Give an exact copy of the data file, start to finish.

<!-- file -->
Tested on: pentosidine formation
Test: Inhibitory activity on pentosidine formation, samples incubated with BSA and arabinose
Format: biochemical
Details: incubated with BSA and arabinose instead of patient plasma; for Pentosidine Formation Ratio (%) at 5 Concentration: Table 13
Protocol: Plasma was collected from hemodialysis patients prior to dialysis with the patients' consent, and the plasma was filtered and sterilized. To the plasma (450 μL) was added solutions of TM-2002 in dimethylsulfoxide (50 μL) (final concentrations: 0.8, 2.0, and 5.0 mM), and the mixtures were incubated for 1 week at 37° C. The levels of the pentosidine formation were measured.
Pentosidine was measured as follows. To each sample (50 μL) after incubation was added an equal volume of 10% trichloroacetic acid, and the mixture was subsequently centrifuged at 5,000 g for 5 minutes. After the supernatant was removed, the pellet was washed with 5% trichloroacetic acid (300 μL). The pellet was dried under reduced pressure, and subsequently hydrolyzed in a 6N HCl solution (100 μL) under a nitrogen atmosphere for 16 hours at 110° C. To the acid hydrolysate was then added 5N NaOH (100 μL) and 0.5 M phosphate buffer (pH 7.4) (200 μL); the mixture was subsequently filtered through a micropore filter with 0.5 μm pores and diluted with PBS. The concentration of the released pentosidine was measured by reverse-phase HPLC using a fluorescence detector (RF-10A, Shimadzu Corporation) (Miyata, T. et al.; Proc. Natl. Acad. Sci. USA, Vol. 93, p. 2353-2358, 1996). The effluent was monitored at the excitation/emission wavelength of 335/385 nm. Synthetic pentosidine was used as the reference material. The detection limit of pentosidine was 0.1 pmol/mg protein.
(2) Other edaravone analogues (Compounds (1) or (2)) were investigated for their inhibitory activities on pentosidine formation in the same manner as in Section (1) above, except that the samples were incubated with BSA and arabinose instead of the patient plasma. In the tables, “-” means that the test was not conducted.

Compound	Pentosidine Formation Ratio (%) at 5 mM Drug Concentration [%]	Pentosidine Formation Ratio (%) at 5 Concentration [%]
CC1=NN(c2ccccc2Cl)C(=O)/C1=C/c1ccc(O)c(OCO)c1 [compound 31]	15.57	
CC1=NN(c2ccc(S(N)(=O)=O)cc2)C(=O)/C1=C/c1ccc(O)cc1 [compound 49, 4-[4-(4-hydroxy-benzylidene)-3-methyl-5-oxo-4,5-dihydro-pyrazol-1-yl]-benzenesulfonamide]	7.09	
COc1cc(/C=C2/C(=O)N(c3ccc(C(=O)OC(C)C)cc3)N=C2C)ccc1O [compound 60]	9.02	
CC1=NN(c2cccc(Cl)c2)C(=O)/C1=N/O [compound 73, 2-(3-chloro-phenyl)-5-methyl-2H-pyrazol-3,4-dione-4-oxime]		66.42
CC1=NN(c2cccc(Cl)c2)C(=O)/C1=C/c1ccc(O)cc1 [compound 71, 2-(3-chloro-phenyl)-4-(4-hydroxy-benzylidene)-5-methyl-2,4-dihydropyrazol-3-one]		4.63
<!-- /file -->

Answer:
Tested on: pentosidine formation
Test: Inhibitory activity on pentosidine formation, samples incubated with BSA and arabinose
Format: biochemical
Details: incubated with BSA and arabinose instead of patient plasma; for Pentosidine Formation Ratio (%) at 5 Concentration: Table 13
Protocol: Plasma was collected from hemodialysis patients prior to dialysis with the patients' consent, and the plasma was filtered and sterilized. To the plasma (450 μL) was added solutions of TM-2002 in dimethylsulfoxide (50 μL) (final concentrations: 0.8, 2.0, and 5.0 mM), and the mixtures were incubated for 1 week at 37° C. The levels of the pentosidine formation were measured.
Pentosidine was measured as follows. To each sample (50 μL) after incubation was added an equal volume of 10% trichloroacetic acid, and the mixture was subsequently centrifuged at 5,000 g for 5 minutes. After the supernatant was removed, the pellet was washed with 5% trichloroacetic acid (300 μL). The pellet was dried under reduced pressure, and subsequently hydrolyzed in a 6N HCl solution (100 μL) under a nitrogen atmosphere for 16 hours at 110° C. To the acid hydrolysate was then added 5N NaOH (100 μL) and 0.5 M phosphate buffer (pH 7.4) (200 μL); the mixture was subsequently filtered through a micropore filter with 0.5 μm pores and diluted with PBS. The concentration of the released pentosidine was measured by reverse-phase HPLC using a fluorescence detector (RF-10A, Shimadzu Corporation) (Miyata, T. et al.; Proc. Natl. Acad. Sci. USA, Vol. 93, p. 2353-2358, 1996). The effluent was monitored at the excitation/emission wavelength of 335/385 nm. Synthetic pentosidine was used as the reference material. The detection limit of pentosidine was 0.1 pmol/mg protein.
(2) Other edaravone analogues (Compounds (1) or (2)) were investigated for their inhibitory activities on pentosidine formation in the same manner as in Section (1) above, except that the samples were incubated with BSA and arabinose instead of the patient plasma. In the tables, “-” means that the test was not conducted.

Compound	Pentosidine Formation Ratio (%) at 5 mM Drug Concentration [%]	Pentosidine Formation Ratio (%) at 5 Concentration [%]
CC1=NN(c2ccccc2Cl)C(=O)/C1=C/c1ccc(O)c(OCO)c1 [compound 31]	15.57	
CC1=NN(c2ccc(S(N)(=O)=O)cc2)C(=O)/C1=C/c1ccc(O)cc1 [compound 49, 4-[4-(4-hydroxy-benzylidene)-3-methyl-5-oxo-4,5-dihydro-pyrazol-1-yl]-benzenesulfonamide]	7.09	
COc1cc(/C=C2/C(=O)N(c3ccc(C(=O)OC(C)C)cc3)N=C2C)ccc1O [compound 60]	9.02	
CC1=NN(c2cccc(Cl)c2)C(=O)/C1=N/O [compound 73, 2-(3-chloro-phenyl)-5-methyl-2H-pyrazol-3,4-dione-4-oxime]		66.42
CC1=NN(c2cccc(Cl)c2)C(=O)/C1=C/c1ccc(O)cc1 [compound 71, 2-(3-chloro-phenyl)-4-(4-hydroxy-benzylidene)-5-methyl-2,4-dihydropyrazol-3-one]		4.63